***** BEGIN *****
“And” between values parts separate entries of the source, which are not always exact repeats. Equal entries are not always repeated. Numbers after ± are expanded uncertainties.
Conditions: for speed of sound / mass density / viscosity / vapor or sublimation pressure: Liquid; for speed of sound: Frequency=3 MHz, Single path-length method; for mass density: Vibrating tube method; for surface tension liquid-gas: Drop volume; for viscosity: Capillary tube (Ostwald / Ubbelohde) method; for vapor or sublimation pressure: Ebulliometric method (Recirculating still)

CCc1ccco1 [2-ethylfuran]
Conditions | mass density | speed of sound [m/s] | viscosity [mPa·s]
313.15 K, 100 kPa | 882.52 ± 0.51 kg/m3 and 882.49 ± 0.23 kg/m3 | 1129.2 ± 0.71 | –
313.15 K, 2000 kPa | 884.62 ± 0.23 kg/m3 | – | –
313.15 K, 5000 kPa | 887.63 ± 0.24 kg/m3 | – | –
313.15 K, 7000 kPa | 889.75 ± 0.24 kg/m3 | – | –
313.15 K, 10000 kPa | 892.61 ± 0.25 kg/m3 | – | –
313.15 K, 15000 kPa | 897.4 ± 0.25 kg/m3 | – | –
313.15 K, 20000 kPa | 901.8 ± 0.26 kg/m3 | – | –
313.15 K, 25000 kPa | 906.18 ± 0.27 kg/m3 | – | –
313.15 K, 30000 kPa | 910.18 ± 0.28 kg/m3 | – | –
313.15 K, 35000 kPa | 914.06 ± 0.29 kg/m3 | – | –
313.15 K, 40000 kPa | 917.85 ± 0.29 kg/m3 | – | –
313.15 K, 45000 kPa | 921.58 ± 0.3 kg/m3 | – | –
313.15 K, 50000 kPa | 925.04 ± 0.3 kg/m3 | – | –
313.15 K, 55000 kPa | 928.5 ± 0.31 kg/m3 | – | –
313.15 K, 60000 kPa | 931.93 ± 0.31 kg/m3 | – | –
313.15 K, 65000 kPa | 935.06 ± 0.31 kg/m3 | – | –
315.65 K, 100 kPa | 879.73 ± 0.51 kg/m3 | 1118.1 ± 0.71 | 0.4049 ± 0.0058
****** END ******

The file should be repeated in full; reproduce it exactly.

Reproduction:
“And” between values parts separate entries of the source, which are not always exact repeats. Equal entries are not always repeated. Numbers after ± are expanded uncertainties.
Conditions: for speed of sound / mass density / viscosity / vapor or sublimation pressure: Liquid; for speed of sound: Frequency=3 MHz, Single path-length method; for mass density: Vibrating tube method; for surface tension liquid-gas: Drop volume; for viscosity: Capillary tube (Ostwald / Ubbelohde) method; for vapor or sublimation pressure: Ebulliometric method (Recirculating still)

CCc1ccco1 [2-ethylfuran]
Conditions | mass density | speed of sound [m/s] | viscosity [mPa·s]
313.15 K, 100 kPa | 882.52 ± 0.51 kg/m3 and 882.49 ± 0.23 kg/m3 | 1129.2 ± 0.71 | –
313.15 K, 2000 kPa | 884.62 ± 0.23 kg/m3 | – | –
313.15 K, 5000 kPa | 887.63 ± 0.24 kg/m3 | – | –
313.15 K, 7000 kPa | 889.75 ± 0.24 kg/m3 | – | –
313.15 K, 10000 kPa | 892.61 ± 0.25 kg/m3 | – | –
313.15 K, 15000 kPa | 897.4 ± 0.25 kg/m3 | – | –
313.15 K, 20000 kPa | 901.8 ± 0.26 kg/m3 | – | –
313.15 K, 25000 kPa | 906.18 ± 0.27 kg/m3 | – | –
313.15 K, 30000 kPa | 910.18 ± 0.28 kg/m3 | – | –
313.15 K, 35000 kPa | 914.06 ± 0.29 kg/m3 | – | –
313.15 K, 40000 kPa | 917.85 ± 0.29 kg/m3 | – | –
313.15 K, 45000 kPa | 921.58 ± 0.3 kg/m3 | – | –
313.15 K, 50000 kPa | 925.04 ± 0.3 kg/m3 | – | –
313.15 K, 55000 kPa | 928.5 ± 0.31 kg/m3 | – | –
313.15 K, 60000 kPa | 931.93 ± 0.31 kg/m3 | – | –
313.15 K, 65000 kPa | 935.06 ± 0.31 kg/m3 | – | –
315.65 K, 100 kPa | 879.73 ± 0.51 kg/m3 | 1118.1 ± 0.71 | 0.4049 ± 0.0058